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September 22, 2021

Get to know the UW campus with Indigenous Walking Tour

painting

During his senior year, Owen Oliver created a walking tour of UW’s Seattle campus, highlighting the Indigenous presence on campus.


July 26, 2021

Scientists model ‘true prevalence’ of COVID-19 throughout pandemic

US map with states represented by hexagons showing COVID-19 infection fatality rate

Two University of Washington scientists have developed a statistical framework that incorporates key COVID-19 data — such as case counts and deaths due to COVID-19 — to model the true prevalence of this disease in the United States and individual states. Their approach, published the week of July 26 in the Proceedings of the National Academy of Sciences, projects that in the U.S. as many as 60% of COVID-19 cases went undetected as of March 7, 2021, the last date for which the dataset they employed is available.


June 29, 2021

Air pollution from wildfires impacts ability to observe birds

yellow warbler up close

Researchers from the University of Washington provide a first look at the probability of observing common birds as air pollution worsens during wildfire seasons. They found that smoke affected the ability to detect more than a third of the bird species studied in Washington state over a four-year period. Sometimes smoke made it harder to observe birds, while other species were actually easier to detect when smoke was present.


May 3, 2021

Earthquake early warnings launch in Washington, completing West Coast-wide ShakeAlert system

hand holding phone with alert

The U.S. Geological Survey, the University of Washington-based Pacific Northwest Seismic Network, and state emergency managers on Tuesday, May 4, will activate the system that sends earthquake early warnings throughout Washington state. This completes the rollout of ShakeAlert, an automated system that gives people living in Washington, Oregon and California advance warning of incoming earthquakes.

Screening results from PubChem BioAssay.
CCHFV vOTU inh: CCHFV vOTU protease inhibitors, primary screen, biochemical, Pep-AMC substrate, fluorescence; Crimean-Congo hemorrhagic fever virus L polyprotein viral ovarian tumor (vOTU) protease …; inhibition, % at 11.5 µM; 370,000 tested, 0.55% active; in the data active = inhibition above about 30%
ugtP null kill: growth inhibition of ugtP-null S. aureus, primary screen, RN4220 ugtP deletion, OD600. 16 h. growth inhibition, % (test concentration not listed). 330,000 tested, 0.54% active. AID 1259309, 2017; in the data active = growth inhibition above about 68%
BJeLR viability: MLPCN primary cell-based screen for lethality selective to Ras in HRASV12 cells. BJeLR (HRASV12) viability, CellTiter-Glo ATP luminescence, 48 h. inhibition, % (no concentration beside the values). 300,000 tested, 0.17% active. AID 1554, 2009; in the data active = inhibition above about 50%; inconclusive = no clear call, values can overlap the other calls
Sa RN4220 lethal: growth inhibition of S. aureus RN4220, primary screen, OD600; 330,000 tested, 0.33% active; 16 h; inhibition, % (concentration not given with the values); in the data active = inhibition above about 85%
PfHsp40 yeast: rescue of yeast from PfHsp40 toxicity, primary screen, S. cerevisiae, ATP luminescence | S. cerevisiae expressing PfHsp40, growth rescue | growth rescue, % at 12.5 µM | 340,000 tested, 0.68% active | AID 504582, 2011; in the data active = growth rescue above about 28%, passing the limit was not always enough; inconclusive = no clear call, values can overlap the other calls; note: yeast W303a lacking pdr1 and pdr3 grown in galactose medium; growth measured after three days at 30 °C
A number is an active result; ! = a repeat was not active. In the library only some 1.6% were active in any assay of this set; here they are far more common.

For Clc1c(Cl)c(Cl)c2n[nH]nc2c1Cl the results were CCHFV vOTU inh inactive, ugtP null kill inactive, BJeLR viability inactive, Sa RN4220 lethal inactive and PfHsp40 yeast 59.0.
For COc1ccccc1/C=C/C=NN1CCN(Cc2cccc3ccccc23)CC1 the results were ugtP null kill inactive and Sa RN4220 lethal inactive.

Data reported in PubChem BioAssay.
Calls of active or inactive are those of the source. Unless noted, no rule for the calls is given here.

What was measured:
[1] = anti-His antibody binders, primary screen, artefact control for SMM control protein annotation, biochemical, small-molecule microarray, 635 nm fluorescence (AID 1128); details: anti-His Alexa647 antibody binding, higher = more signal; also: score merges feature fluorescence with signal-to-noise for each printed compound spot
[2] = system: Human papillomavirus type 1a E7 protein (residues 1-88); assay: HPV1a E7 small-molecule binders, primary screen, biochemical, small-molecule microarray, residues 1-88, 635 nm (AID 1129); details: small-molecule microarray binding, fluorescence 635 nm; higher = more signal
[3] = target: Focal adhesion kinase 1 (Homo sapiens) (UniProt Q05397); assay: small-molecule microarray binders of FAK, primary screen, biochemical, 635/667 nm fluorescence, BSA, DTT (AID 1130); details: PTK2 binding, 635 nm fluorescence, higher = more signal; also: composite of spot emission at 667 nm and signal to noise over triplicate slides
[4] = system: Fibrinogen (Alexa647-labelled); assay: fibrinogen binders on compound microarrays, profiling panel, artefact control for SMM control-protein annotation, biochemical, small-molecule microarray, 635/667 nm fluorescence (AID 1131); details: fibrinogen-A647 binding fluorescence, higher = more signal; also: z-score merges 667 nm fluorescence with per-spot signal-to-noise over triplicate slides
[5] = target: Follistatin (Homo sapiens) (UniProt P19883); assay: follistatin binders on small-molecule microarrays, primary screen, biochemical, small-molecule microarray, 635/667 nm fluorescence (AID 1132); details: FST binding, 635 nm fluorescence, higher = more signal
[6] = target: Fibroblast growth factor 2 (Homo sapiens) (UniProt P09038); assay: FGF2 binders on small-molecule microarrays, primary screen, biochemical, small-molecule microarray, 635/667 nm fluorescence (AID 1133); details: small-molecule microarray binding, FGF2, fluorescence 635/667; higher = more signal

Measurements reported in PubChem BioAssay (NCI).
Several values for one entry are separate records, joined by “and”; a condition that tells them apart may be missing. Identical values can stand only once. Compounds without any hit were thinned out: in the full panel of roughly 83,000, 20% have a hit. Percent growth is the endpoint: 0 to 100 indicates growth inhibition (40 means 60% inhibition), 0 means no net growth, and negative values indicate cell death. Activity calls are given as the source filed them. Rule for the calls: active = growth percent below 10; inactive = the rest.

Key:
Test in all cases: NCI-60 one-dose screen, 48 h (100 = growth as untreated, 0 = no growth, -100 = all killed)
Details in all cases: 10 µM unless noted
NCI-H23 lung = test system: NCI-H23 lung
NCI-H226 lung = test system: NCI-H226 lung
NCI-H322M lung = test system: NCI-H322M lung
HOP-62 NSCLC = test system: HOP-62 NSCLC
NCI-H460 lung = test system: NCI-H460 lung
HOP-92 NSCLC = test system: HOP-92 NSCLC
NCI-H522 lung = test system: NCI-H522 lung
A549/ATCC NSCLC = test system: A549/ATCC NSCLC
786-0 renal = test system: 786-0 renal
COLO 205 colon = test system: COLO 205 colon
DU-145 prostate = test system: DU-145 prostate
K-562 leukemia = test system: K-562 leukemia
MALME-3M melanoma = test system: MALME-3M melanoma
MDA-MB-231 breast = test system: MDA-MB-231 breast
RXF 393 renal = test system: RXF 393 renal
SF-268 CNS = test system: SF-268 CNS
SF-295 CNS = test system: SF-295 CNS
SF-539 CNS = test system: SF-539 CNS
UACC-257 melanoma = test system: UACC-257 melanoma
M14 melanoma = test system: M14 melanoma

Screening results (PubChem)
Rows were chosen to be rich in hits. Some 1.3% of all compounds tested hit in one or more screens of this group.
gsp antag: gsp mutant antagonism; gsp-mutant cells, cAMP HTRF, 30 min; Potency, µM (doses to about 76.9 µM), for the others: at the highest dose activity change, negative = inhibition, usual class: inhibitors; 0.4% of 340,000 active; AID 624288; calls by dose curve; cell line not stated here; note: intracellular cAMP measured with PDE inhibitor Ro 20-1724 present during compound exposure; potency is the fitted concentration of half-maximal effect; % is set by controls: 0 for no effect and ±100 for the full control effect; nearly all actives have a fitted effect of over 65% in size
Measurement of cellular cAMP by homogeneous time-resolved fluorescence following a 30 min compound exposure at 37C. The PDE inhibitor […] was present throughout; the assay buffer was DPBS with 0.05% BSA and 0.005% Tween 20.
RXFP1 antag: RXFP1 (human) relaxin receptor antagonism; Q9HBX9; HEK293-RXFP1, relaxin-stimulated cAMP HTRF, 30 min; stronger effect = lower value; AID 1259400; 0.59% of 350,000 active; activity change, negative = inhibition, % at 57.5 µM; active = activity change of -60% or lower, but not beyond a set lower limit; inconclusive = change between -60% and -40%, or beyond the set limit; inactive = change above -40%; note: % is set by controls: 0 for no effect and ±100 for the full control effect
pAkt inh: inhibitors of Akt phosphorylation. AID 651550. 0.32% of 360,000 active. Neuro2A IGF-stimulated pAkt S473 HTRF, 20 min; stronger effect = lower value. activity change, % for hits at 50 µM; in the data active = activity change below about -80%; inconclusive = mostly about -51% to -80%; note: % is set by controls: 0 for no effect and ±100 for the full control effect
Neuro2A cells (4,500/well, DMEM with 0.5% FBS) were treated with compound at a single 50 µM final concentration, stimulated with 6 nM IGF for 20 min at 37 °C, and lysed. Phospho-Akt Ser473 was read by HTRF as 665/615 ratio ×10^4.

April 19, 2021

Arguing on the internet: UW researchers studying how to make online arguments productive

A person looking shocked at what they are seeing on their phone

UW researchers worked with almost 260 people to understand online disagreements and to develop potential design interventions that could make these discussions more productive and centered around relationship-building.


March 25, 2021

Video: Tasty options as researchers tap a new forestry product

Maple syrup is being poured on a round waffle on a white plate.

Scientists from the University of Washington are testing the viability of making maple syrup in the Pacific Northwest. Long associated with Canada or Vermont, this sweet forest product that has graced many a breakfast table may be part of this region’s future.


March 22, 2021

Warming temperatures tripled Arctic lightning strikes over the past decade

Lightning strike

Lightning strikes in the Arctic tripled from 2010 to 2020, a finding University of Washington researchers attribute to rising temperatures due to human-caused climate change. The results, researchers say, suggest Arctic residents in northern Russia, Canada, Europe and Alaska need to prepare for the danger of more frequent lightning strikes.


March 19, 2021

‘A turning point’: UW Population Health Initiative’s pandemic grants changed how the university works

Rainier horizon

A year ago, seemingly overnight, streets emptied, shops boarded up, grocery shelves were cleared, schools closed and the University of Washington led universities nationwide in moving all instruction online. Nearly all of us disappeared inside, stunned and staring out at a world suddenly paralyzed by something we’d only seen in movies or read about in books:…


March 8, 2021

Watch the UW cherry blossoms virtually this year and avoid coming to campus due to COVID-19

up-close shot of blossoms on a cherry tree